People-powered transit for Yosemite

The Yosemite Conservancy has been making the Yosemite visitor experience more pleasing since 1923. Two years ago, the funding started for a bike-sharing project, and it is going strong today.

Since COVID-19, many countries are not allowing US citizens to visit their countries. This has inspired more people to take to the roads and visit parts of the United States they have never seen before.

Yosemite Valley has always been crowded, which is why the rangers at Yosemite have created a way that you can park your car and ride a bike around the beautiful valley of Yosemite. They even provide a helmet for you.

Using the bike share is easy: Download the Yosemite Bike Share app, unlock a bike, and pedal on your way.

bike-path-yosemite-300x198 Park your car at Yosemite and bikeshare California Zero Emission Vehicles (ZEV)

bike path Yosemite

How It Works:

Download the free Yosemite Bike Share app for Apple/iOS (via the App Store) or Android (via Google Play).

2. Sign up using your mobile number and email address. Once you register, you’ll receive a pin via text. When prompted, enter the pin in the app. (You only need to enter the pin once, when you sign up; after that, your pin will be stored in the app.)

3. Head to a Yosemite Bike Share station to pick up a bike. Bikes are available in two locations: at the Yosemite Village Parking Area (sometimes called Camp 6) and on the Yosemite Village mall, between the Valley Wilderness Center and the Valley Visitor Center. (See map below.)

4. Choose a bike. Before you pick up a bike, make sure your Bluetooth and location services are enabled on your phone! Use the app to unlock the bike’s rear-wheel by scanning the QR code between the handlebars. When you scan the code, the lock on the bike’s rear-wheel automatically opens.

5. Stay safe: Use the helmet provided with the bike, or bring your own. To unlock the helmet, click the symbol on the app.

6. Pedal to your destination. Stick to roads and designated bike paths (see map below). You can keep a bike for up to two hours at a time.

7. When you are through riding, return the bike to the station where you picked it up. Be sure to leave the bike in the “Used Bike Corral” area. To end your ride and lock the bike, manually close the lock on the rear wheel and press STOP on the app. Double-check that the app has registered the end of the ride before you leave!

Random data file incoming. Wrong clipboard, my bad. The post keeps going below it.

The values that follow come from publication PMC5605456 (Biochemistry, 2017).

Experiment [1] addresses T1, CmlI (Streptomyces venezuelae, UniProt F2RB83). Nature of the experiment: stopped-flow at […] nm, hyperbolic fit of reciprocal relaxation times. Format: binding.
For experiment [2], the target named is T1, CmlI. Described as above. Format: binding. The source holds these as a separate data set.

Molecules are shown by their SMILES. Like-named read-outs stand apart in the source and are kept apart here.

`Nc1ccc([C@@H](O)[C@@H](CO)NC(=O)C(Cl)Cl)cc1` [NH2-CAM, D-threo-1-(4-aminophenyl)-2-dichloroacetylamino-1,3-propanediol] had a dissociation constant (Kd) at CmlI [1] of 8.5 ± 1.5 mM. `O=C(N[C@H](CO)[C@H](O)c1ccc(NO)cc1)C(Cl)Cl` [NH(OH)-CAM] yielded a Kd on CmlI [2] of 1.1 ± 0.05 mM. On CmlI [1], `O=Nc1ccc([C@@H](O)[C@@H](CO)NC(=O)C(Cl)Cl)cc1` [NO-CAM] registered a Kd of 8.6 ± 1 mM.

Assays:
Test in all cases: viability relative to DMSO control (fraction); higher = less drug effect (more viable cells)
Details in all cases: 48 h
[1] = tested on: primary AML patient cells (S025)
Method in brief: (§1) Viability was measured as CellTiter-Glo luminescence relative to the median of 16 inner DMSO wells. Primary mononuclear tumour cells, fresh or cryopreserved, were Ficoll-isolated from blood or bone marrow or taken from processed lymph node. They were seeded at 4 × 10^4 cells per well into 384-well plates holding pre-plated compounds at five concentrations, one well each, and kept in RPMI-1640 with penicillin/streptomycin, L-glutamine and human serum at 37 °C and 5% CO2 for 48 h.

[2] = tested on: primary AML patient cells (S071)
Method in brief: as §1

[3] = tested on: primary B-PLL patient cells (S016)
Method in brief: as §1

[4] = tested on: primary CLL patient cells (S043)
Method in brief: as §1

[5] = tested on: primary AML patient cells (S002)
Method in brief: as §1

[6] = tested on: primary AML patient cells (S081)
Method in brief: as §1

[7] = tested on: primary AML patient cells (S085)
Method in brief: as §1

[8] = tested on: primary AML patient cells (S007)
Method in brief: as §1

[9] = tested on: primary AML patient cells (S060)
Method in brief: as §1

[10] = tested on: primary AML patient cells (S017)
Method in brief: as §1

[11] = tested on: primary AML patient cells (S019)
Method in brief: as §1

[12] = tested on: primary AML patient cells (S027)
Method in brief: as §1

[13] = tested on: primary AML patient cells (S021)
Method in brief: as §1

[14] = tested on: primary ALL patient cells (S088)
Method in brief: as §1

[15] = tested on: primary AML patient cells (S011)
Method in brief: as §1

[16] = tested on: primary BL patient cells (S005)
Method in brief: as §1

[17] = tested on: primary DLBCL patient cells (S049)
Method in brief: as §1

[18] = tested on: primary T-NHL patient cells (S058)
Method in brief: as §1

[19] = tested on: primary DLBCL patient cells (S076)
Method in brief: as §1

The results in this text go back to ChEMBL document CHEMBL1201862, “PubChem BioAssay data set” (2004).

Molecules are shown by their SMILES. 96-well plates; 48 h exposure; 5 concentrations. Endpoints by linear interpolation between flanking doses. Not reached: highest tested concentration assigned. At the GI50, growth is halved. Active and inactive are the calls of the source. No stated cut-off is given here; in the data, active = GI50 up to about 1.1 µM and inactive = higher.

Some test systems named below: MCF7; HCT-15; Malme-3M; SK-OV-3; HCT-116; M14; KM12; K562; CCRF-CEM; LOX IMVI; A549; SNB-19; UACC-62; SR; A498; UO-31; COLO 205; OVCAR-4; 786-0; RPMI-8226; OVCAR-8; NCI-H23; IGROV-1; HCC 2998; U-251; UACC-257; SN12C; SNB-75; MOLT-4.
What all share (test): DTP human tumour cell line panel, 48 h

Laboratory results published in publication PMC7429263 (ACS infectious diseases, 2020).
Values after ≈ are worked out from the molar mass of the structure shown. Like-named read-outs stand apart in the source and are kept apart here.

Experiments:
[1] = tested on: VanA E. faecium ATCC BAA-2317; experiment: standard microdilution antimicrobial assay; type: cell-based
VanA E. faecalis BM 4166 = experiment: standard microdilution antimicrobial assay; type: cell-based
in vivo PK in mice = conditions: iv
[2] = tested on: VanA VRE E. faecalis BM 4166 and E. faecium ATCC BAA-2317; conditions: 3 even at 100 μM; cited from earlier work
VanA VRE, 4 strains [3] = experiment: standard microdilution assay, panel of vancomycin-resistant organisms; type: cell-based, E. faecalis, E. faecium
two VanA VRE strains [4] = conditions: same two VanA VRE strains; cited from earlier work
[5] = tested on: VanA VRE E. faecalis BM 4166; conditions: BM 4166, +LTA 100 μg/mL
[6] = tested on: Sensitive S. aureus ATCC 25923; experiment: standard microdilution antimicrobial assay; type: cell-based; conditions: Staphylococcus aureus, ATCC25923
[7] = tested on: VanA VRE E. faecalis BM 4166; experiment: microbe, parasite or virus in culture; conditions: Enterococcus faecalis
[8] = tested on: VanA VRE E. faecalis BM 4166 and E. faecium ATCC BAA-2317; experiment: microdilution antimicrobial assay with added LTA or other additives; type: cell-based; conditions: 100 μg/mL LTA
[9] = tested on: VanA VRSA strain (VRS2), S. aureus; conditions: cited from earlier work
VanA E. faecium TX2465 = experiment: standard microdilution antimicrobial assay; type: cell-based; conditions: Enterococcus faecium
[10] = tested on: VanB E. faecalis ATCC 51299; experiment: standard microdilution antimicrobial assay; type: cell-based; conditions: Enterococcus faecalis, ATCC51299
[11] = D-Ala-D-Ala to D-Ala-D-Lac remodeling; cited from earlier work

If you would like to add your photo to Twitter or Instagram use the hashtag #yosemitebikes

And, please, pick up any trash in the park. Keep our park clean in every way you can.

Visitors play an important role in helping to significantly reduce waste at our parks and can do their part by following these simple steps when planning their next trip:

Plan and Prepare – especially with additional health and safety precautions amid the global pandemic including requirements to wear masks, social distancing, and new reservation systems. Think about what you bring into the parks and check to see if it can be recycled or composted in the park you are visiting. Choose materials that can be reused and take them with you. Avoid buying single-use items and disposing of them while in the park.
Opt for Online when you can – instead of a paper map, try smartphone apps to help navigate your way around the park, when/where access is available.

1. Bring Your Own Coffee Mug – bring a reusable coffee mug or buy one from the park visitor center or concession to help reduce waste at parks.

2. Bring Your Own Water Bottle – bring or buy a refillable water bottle and take advantage of convenient water refilling stations located around the parks.

3. Choose Reusable Bags – bring your own reusable bag or tote for your supplies to help eliminate plastic bag waste.

This work is also connecting the next generation of advocates wanting to keep our parks healthy and sustainable. From a partnership with Nature Bridge at Yosemite National Park that aims to expand outreach about zero-landfill practices to local students to the Zero Landfill Ambassador Program in Denali National Park and Preserve where students are finding solutions to waste and recycle issues in the park and gateway community, these youth are inspiring others to join us in our waste reduction efforts.

“This project proves what’s possible when national, local, and community partners join forces to innovate,” said National Park Foundation President and CEO Will Shafroth. “Together, we’re gaining valuable knowledge that can benefit the more than 400 national parks across the country, aligning with the National Park Service’s sustainability goals.”